Knockaderry school pupils hold their own election on school issues 

Norma Prendiville


Norma Prendiville

Knockaderry school pupils hold their own election on school issues 

Polltopper Eugene Doherty is hoisted high in Ahalin while the only female candidate Deirdre McMahon is also cheered for taking part in the school’s ‘election’

THREE successful young election candidates, who ran a lively three-week campaign at Ahalin National School, Knockaderry, are determined to fulfil their election promises and see their manifestos implemented.

“We are going to keep our promises and keep going to the end,” polltopper Eoghan Doherty said. Among other issues, he campaigned for better library books to replace the old, tattered ones that date “from the 1980s”; putting a Bug Hotel in place (“We have farmers in our group”) and more play equipment, such as giant chess.

Eoghan and his team called themselves Ré Éire or Ireland’s Era.

“It means it is our time to come out and shine, to do what is right, to come out with confidence and make stuff better,” explained the sixth-class pupil who exceeded the quota of 33 on the first count.

Meanwhile Colm O’Connor of the Playground Party, which promised “Fun for Everyone” was also elected on the first count. “Most of our manifesto was about the play yard,” he explained. One of their demands, he told the Limerick Leader was for a Buddy Bench where, if a child has no-one to play with, he or she can go and sit thereand someone will go and play with him. Another campaign demand was for a nature garden. “A lot of students like to play. It is nice to have a new thing,” he said of his approach.

School Scholars’ candidate Jack O’Connor and his election team were the first to produce a campaign video, inspiring the other teams to follow suit. One of their key slogans was a coat hanging space for every pupil which was deftly illustrated on screen as two boys eventually came to blows over the same coat hook. They also wanted to have a light monitor in each classroom, to turn on and off the lights.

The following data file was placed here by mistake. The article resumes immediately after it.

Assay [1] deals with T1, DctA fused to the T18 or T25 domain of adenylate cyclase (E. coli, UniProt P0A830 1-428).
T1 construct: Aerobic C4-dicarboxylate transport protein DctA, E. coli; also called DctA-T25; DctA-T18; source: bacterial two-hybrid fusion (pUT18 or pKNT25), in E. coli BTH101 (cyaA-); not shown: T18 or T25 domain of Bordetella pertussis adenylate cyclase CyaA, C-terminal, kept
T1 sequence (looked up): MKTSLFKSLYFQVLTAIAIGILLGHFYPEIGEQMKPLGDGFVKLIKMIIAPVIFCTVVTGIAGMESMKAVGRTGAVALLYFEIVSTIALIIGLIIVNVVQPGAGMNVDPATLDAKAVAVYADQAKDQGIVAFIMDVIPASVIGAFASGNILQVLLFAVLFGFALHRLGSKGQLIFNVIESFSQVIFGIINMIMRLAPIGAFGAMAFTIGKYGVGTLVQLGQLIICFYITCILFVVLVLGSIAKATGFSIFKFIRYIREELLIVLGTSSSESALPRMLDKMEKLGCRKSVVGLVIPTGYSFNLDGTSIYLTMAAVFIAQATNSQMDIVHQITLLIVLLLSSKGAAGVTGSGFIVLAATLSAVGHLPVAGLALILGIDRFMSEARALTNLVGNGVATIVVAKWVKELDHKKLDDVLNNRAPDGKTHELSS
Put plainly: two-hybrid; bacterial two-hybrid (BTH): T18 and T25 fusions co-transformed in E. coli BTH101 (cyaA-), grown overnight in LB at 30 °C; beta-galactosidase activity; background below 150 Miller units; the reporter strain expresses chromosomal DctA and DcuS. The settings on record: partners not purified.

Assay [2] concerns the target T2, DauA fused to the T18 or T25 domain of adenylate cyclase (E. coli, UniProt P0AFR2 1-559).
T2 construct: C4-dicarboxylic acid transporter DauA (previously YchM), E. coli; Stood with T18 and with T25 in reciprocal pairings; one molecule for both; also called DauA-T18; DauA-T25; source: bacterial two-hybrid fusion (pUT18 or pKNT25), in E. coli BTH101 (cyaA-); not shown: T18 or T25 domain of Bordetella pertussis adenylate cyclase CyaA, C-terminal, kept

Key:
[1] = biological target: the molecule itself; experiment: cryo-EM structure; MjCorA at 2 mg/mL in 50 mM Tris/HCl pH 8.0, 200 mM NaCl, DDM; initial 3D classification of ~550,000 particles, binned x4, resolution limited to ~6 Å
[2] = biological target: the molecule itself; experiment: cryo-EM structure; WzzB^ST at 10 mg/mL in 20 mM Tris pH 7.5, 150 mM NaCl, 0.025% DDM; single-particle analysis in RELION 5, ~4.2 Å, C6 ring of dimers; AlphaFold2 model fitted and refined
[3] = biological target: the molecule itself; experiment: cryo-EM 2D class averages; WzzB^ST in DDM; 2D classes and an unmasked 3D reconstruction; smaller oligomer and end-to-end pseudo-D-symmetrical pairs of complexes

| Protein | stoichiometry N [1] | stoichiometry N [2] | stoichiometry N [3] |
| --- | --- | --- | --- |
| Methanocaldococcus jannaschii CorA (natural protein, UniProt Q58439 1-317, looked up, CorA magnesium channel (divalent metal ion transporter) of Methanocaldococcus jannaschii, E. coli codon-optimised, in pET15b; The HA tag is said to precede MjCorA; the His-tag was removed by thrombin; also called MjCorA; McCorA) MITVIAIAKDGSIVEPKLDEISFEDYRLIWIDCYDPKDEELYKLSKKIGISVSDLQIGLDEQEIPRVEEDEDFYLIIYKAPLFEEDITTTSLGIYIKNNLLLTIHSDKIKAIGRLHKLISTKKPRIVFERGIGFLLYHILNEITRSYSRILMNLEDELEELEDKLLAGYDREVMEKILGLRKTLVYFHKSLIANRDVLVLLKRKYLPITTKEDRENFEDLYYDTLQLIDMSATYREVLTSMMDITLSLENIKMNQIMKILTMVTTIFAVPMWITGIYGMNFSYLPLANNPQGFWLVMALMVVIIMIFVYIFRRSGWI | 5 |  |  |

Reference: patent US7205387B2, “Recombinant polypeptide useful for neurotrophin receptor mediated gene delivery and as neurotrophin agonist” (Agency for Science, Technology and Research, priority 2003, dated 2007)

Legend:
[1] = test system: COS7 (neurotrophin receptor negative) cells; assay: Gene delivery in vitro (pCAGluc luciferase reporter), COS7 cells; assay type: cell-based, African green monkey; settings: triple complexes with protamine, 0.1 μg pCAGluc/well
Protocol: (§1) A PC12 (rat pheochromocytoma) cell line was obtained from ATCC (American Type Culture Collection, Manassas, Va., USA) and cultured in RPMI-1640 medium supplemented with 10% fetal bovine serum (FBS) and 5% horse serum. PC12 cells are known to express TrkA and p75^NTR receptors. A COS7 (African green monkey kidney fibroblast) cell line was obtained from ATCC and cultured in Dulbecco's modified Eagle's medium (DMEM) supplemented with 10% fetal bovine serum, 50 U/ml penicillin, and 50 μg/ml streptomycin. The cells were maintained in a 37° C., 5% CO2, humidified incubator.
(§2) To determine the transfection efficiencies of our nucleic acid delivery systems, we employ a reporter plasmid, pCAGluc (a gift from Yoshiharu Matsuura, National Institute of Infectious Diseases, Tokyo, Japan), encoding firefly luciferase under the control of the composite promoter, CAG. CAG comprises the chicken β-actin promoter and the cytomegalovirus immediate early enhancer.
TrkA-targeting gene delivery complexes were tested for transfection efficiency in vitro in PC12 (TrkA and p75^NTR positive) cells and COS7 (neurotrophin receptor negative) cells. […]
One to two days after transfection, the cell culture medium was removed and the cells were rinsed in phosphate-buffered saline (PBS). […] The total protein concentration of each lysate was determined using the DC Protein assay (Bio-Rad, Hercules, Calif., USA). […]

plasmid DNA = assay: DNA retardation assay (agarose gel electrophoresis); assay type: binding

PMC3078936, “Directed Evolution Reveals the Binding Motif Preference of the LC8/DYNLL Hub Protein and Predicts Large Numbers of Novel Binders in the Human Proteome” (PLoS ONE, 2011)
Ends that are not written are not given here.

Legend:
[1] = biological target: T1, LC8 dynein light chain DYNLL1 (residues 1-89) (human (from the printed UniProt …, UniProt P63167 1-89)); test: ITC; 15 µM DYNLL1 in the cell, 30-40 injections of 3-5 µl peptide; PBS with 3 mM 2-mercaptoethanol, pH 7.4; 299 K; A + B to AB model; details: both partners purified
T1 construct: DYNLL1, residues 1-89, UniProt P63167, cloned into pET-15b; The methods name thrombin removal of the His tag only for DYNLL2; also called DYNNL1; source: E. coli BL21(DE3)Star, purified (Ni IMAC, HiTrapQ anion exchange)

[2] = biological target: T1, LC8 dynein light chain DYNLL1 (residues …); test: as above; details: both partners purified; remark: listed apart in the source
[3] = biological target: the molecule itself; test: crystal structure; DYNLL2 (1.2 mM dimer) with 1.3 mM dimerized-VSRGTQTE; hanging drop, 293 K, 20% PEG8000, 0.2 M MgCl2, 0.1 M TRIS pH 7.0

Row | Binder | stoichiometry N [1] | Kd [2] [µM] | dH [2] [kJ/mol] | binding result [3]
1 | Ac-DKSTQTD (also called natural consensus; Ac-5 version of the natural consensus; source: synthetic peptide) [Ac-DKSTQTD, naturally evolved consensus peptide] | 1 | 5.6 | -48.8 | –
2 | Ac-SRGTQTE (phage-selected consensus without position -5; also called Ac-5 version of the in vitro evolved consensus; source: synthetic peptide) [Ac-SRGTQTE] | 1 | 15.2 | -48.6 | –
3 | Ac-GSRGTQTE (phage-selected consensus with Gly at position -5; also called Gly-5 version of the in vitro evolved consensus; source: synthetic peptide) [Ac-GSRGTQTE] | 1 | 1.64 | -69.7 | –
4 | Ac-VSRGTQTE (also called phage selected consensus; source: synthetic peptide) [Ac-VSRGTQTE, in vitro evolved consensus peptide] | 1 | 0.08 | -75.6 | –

The Ahalin election was an all-school affair, principal Cormac Behan explained. “When they put up the first election posters outside the school, we decided to have our own,” he explained. “We also decided we would run our election like a real election, not first past the post but on the Single Transferable Vote system.”  It was, he added, confined to school issues.

Six candidates put their names forward and each had a team of three with them. They chose party name, decided their manifesto and then produced posters, flyers and election videos.  They also held a Town Hall meeting when all six candidates pitched for votes. Ballot papers were drawn up and voting took place last Friday.

Then on Monday, the chief returning officer, sixth class pupil Ewan Faughnan led a team of six to carry out the count. “It was a lot of work,” he told the Leader. “It took a lot of time.”

The main sticky issue, he said, was deciding on spoiled votes, of which they had three,  but he had Enda Moran as his go-to man. Enda had done his research on proportional representation and knew about surpluses, counts, eliminations and distribution of votes. The total electorate was 147 and 137 voted, a turn-out not matched anywhere in the adult election around the country.

The  total valid poll was 134 and the quota was 33. As the classes waited for the announcement, the chatter in the hallway resembled that of any count centre.

“He’s eliminated.”

“Have you any chance of winning?”

“I would say you’ll get it.”

And just like in any election, there were also the candidates who didn’t make it.

Happily, the three were not too upset. They were Mike Molloy, Scoil Nua one of whose demands was for more sports tournaments; Gearóid Fenniman, An Crann who wanted a fourth set of goal-posts and the only female candidate, Deirdre McMahon whose Scoil na bPáistí wanted jungle gym for the younger pupils.

Virtually every pupil asked knew the names of those who had won election in County Limerick.

But not surprisingly, they were keeping their focus on their own candidates, and on what they might deliver before the school year ends in June.